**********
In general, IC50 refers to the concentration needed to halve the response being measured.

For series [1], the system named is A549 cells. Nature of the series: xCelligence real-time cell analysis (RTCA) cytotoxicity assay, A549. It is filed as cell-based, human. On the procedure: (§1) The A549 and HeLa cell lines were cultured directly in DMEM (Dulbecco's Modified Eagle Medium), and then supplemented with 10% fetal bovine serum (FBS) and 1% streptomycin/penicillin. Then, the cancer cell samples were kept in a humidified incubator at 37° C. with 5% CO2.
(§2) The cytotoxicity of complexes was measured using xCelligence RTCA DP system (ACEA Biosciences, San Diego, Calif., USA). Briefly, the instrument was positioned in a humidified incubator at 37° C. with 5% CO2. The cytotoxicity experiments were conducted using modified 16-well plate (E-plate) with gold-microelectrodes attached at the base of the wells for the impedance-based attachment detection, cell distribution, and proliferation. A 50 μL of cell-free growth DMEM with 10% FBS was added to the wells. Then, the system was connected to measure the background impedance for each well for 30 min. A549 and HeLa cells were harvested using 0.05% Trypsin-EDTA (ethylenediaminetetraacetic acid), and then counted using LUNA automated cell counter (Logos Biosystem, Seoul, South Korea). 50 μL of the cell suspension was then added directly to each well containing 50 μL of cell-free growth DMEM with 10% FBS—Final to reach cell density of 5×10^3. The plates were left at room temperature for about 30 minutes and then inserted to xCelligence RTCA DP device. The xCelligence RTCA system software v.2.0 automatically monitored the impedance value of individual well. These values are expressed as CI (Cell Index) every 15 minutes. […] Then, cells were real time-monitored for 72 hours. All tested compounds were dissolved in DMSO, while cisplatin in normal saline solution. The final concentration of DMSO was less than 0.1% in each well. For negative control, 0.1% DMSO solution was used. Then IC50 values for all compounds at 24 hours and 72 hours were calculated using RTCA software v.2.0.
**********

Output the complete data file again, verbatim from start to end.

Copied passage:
In general, IC50 refers to the concentration needed to halve the response being measured.

For series [1], the system named is A549 cells. Nature of the series: xCelligence real-time cell analysis (RTCA) cytotoxicity assay, A549. It is filed as cell-based, human. On the procedure: (§1) The A549 and HeLa cell lines were cultured directly in DMEM (Dulbecco's Modified Eagle Medium), and then supplemented with 10% fetal bovine serum (FBS) and 1% streptomycin/penicillin. Then, the cancer cell samples were kept in a humidified incubator at 37° C. with 5% CO2.
(§2) The cytotoxicity of complexes was measured using xCelligence RTCA DP system (ACEA Biosciences, San Diego, Calif., USA). Briefly, the instrument was positioned in a humidified incubator at 37° C. with 5% CO2. The cytotoxicity experiments were conducted using modified 16-well plate (E-plate) with gold-microelectrodes attached at the base of the wells for the impedance-based attachment detection, cell distribution, and proliferation. A 50 μL of cell-free growth DMEM with 10% FBS was added to the wells. Then, the system was connected to measure the background impedance for each well for 30 min. A549 and HeLa cells were harvested using 0.05% Trypsin-EDTA (ethylenediaminetetraacetic acid), and then counted using LUNA automated cell counter (Logos Biosystem, Seoul, South Korea). 50 μL of the cell suspension was then added directly to each well containing 50 μL of cell-free growth DMEM with 10% FBS—Final to reach cell density of 5×10^3. The plates were left at room temperature for about 30 minutes and then inserted to xCelligence RTCA DP device. The xCelligence RTCA system software v.2.0 automatically monitored the impedance value of individual well. These values are expressed as CI (Cell Index) every 15 minutes. […] Then, cells were real time-monitored for 72 hours. All tested compounds were dissolved in DMSO, while cisplatin in normal saline solution. The final concentration of DMSO was less than 0.1% in each well. For negative control, 0.1% DMSO solution was used. Then IC50 values for all compounds at 24 hours and 72 hours were calculated using RTCA software v.2.0.